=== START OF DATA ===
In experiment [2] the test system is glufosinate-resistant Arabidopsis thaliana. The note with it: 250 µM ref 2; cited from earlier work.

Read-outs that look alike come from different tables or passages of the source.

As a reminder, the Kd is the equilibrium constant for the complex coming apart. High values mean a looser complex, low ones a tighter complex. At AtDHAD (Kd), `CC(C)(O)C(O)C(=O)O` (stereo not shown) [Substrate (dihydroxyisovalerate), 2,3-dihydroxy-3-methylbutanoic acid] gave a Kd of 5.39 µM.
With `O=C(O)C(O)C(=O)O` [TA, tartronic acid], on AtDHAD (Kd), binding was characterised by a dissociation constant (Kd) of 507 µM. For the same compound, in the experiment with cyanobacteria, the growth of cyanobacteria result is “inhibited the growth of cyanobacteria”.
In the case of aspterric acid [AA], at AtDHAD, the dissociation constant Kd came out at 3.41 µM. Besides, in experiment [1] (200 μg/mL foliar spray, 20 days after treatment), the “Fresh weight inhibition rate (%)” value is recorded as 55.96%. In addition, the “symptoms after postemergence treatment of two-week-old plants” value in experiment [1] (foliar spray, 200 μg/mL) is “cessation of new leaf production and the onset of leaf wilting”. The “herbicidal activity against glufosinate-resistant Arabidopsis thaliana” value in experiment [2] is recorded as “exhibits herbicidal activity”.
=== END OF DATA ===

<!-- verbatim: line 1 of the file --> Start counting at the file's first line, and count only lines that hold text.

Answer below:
In experiment [2] the test system is glufosinate-resistant Arabidopsis thaliana. The note with it: 250 µM ref 2; cited from earlier work.